Previous SectionIndexHome Page

Michael Fabricant: Does the hon. Gentleman agree that although there may be additional costs in building on brownfield sites compared with greenfield ones there are added advantages owing the regeneration of inner cities? Previously, they were depopulated and only a doughnut-like outer ring had a thriving economy.

Andrew Mackinlay: I wholly agree with that view. As I said earlier, I welcome the tone of the debate; I only wish that 600 other Members were here to listen to it. Although the House is not packed, I shall not delay it too long as I realise that other Members want to speak, but I want to make a few more points.

I welcomed the transfer from Thurrock borough council to the urban development corporation of planning powers for big developments—residential units of more than 50 dwellings, commercial developments of more than 2,000 sq m and developments close to the River Thames or the green belt—but I was disappointed that the corporation had no remit for design. All too often in my area, planners have paid insufficient attention to details such as facing materials and landscaping and design. We have both an opportunity and a challenge to ensure that residential and commercial buildings are at the cutting edge of attractiveness, modern design and functionality. Although that power has not been vested in the development corporation, I hope that the Minister will pump-prime through circulars and meetings, as there is an implicit obligation for both the development corporation, Thurrock borough council and other planning authorities to be sensitive and demand of developers that such things are not forgotten in their zeal to fulfil the wider mission.

Mention has been made of a Thames crossing. I do not want to trespass on the debate or disagreement that may exist in Bexley or the London borough of Greenwich. However, I am surprised that there has not been more discussion about a Thames crossing to the east of the Queen Elizabeth II bridge and the Dartford crossing, as it is so important to United Kingdom commerce. That may present difficulties to some Members, because there will always be some nimbys who will not want a new crossing. However, we must address the fact that the QEII-Dartford crossing is like a funnel, which can sometimes be blocked, not for hours but for days, at enormous cost and loss to business and commerce and to the frustration of people who are trying to get to schools or workplaces. It is madness not to address that problem.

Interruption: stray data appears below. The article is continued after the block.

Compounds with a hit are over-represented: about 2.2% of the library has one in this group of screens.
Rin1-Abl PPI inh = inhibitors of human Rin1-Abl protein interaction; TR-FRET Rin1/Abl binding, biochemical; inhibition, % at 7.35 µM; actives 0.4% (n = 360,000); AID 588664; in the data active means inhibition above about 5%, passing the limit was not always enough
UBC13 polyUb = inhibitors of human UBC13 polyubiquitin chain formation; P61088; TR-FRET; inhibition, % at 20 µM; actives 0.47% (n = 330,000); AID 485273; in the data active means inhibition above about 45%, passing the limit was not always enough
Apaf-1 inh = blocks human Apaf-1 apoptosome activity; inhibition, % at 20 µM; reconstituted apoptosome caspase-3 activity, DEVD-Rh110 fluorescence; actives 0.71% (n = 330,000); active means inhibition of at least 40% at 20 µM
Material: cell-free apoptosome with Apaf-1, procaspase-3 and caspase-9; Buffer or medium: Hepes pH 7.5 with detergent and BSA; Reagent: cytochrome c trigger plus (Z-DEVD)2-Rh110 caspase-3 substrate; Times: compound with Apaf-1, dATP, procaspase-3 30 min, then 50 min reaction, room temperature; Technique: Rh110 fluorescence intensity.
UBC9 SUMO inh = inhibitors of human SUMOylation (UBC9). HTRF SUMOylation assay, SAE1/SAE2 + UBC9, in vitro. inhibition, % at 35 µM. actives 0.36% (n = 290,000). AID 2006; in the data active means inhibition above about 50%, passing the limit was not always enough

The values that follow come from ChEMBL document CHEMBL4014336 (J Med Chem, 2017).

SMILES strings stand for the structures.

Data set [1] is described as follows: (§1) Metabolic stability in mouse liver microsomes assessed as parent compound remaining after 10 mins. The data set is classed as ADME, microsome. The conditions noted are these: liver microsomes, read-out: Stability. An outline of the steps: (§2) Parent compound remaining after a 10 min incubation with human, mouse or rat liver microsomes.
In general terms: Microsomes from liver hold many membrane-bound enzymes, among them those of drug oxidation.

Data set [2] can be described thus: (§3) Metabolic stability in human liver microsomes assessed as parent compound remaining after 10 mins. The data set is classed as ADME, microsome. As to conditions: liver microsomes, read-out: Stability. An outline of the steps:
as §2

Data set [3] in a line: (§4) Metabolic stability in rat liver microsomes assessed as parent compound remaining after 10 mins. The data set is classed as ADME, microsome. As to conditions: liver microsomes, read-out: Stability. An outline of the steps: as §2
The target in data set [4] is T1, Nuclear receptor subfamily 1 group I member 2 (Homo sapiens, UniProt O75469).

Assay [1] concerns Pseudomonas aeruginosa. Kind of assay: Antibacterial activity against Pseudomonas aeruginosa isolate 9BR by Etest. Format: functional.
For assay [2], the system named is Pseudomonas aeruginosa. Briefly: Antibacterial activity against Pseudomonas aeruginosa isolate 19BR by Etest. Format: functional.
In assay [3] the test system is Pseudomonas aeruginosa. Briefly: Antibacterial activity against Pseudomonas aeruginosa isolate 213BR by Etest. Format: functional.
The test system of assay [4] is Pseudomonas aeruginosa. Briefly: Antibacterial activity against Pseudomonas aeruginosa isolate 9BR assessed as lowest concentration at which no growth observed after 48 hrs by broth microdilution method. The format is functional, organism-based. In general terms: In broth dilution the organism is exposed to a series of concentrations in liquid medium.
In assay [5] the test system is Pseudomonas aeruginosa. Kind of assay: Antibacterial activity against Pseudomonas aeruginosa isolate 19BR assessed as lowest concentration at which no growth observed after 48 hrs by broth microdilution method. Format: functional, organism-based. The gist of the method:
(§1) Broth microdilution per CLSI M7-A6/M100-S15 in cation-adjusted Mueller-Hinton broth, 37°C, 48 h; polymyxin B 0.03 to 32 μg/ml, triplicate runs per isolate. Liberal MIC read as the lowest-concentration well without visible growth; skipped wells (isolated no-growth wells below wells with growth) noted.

Mr. Evennett: The hon. Gentleman's comments are opportune and interesting. Perhaps a bridge over the Blackwall tunnel should be considered, too.

Andrew Mackinlay: I am sure there is much in the hon. Gentleman's suggestion, but he must forgive me for not trespassing on that area. The immediate needs of
20 Oct 2005 : Column 1033
London—the area covered by the Greater London authority—should be addressed by people such as him, the GLA and the Mayor. My suggestion would not detract in any way from those discussions, but it is madness that all the business and commercial traffic from Scotland and the north of England is being funnelled through the QEII bridge and the Dartford crossing. Such crossings can be self-financing, as we know. It has always aggravated me that my constituents in south Essex and the hon. Gentleman's constituents in north Kent are paying through tolls for wider engineering works and road works to which everyone contributes. The QEII bridge has been more than paid for and in terms of revenue and funding has been enormously successful. There is no logical reason why there should not be a toll crossing to the east, probably at the eastern end of my borough, which would ensure that there is no paralysis when there is a fire or other major problem on the QEII-Dartford crossing and that commerce can continue. It would relieve pressure on the M25 and provide swifter communications to the channel ports, Medway and so on. I hope that the Government will address that matter with considerable dispatch.

I do not want to conclude my remarks without mentioning the Olympics. I remind the Minister that in Thurrock we are 20 minutes from Stratford by train, so Thurrock could be a place for some of the development opportunities—for example, for training and dormitories—arising from our successful bid, and I hope that my area will be selected as an ideal location.

Mr. Charles Walker (Broxbourne) (Con): I have only just come into the Chamber, but will the hon. Gentleman join me in welcoming the Olympics to London and in urging the Government to ensure that our waterways are clean and pristine when we show them off to the world? In Broxbourne, we have canoeing, yet sewage is still discharged into the Lea valley river during severe cloudbursts. Will the hon. Gentleman put pressure on his colleagues on the Treasury Bench to ensure that we have a pristine London for that great event?

Andrew Mackinlay rose—

Mr. Deputy Speaker: Order. My geography was never perfect, but I think we are getting a little bit away from the Thames Gateway.

Andrew Mackinlay: In any event, I am sure that the Minister heard the remarks of the hon. Member for Broxbourne (Mr. Walker). The Government want the games to be successful so I am sure that something will be done.

We shall not know for some days whether the BBC has taken an interest in this debate. I am considerably disappointed that the BBC in its various outlets shows a lack of interest in Thames Gateway issues. That is partly because the BBC's boundaries are somewhat confused, a problem somewhat aggravated by technological limitations, but as the BBC is currently contemplating renewal of its charter it should, through its various news outlets—radio, television and local broadcasting—address itself to such issues more than it does. There should be news-gathering, in terms of studios and